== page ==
Last week my wife and I finally watched Jiro Dreams of Sushi, a documentary about Jiro Ono, considered by many as the greatest sushi chef in the world. He is recognized by the Japanese government as a national treasure. His restaurant, Sukiyabashi Jiro, is a tiny sushi bar in the cellar of an office building seating no more than 10 people. Despite it’s small size and limited menu (Jiro Ono serves nothing but sushi), Sukiyabashi Jiro has received 3 Michelin Stars. Jiro Dreams of Sushi captures the beauty of Jiro’s sushi with epic cinematic angles and grandiose classical music while telling the story of one man’s unusual drive to perfect his craft. I left the film haunted by the beauty of the perfect sushi I am unlikely to ever taste. I was also haunted by the madness driving Jiro Ono’s genius.
Jiro Ono is a perfectionist. His genius comes from an octogenarian’s experience, the work ethic of an orphan with something to prove, a keen sense of smell, and a love for sushi that borders insanity. As the title of the film suggests, he dreams of sushi. He literally wakes up in the middle of the night with visions of sushi.
Jiro Ono’s passion, imagination, and dedication is evident in every stage of his preparation. The small scale of his sushi bar gives him the freedom to pick the most exclusive ingredients every morning. Every day Jiro sets the menu for a 15 course meal based on that day’s catch. Each meal lasts about 20 minutes. Jiro Ono serves each sushi at the perfect moment and temperature. He customizes the size of each morsel to help his patrons eat at his pace.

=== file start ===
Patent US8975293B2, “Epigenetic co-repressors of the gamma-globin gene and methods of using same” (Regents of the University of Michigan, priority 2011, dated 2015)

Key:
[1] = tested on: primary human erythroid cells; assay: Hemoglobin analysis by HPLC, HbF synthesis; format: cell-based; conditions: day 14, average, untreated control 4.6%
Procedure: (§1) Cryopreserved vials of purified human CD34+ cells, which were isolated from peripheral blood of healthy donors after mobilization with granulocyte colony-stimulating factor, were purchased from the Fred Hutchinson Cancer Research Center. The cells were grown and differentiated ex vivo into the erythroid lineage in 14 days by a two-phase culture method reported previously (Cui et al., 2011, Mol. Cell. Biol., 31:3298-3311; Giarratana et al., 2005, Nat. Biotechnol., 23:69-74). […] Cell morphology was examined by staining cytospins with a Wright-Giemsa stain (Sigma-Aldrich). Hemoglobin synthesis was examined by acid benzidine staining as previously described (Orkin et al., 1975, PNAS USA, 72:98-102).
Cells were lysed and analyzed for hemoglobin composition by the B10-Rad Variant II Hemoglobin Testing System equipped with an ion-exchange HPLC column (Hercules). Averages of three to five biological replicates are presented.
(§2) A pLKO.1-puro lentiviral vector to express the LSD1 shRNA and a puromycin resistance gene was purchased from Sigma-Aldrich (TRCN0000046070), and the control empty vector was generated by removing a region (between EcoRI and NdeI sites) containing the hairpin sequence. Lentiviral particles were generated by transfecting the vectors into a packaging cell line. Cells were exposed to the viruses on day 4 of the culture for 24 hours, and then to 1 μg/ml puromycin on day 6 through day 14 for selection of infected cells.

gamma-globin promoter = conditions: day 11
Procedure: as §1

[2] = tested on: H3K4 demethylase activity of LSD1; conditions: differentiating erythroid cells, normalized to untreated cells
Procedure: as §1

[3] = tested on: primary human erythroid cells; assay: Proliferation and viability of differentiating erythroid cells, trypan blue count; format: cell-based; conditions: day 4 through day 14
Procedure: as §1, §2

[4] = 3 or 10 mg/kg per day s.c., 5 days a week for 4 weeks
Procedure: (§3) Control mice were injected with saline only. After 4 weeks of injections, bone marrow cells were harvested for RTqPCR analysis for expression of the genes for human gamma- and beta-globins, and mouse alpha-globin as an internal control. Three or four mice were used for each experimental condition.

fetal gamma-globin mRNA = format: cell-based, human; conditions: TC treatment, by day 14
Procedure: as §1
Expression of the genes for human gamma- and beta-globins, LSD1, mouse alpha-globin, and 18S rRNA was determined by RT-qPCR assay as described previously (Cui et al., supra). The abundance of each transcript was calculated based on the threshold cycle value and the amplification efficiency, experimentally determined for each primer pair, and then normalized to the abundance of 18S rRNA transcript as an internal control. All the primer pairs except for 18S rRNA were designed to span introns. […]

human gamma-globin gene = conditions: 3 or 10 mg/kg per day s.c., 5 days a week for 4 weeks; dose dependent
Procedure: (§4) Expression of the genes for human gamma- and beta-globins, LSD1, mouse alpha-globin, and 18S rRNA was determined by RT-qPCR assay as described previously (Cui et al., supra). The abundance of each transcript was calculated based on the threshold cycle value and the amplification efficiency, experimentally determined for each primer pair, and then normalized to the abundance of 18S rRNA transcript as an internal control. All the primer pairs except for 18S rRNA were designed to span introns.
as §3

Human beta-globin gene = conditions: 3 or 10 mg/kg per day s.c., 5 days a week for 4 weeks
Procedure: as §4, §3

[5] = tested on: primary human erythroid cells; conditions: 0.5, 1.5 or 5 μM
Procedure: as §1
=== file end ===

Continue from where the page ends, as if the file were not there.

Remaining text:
Just looking at his sushi makes me almost weep. I thought I knew good sushi. Jiro Dreams of Sushi opened up a world of high grade sushi that I never knew existed.
The Cost of Excellence
A meal at Sukiyabashi Jiro starts at ¥30,000 (rougly $300). But there are also intangible costs to enjoying Jiro Ono’s culinary genius. Jiro Ono’s customers consistently say that eating at his sushi bar makes them nervous. Mr. Ono stares at his customers while they eat his food. Some of his regulars are so intimidated by Mr. Ono that they have taken their business to his son’s restaurant on the other side of town, where the food is slightly inferior but the atmosphere is more relaxed.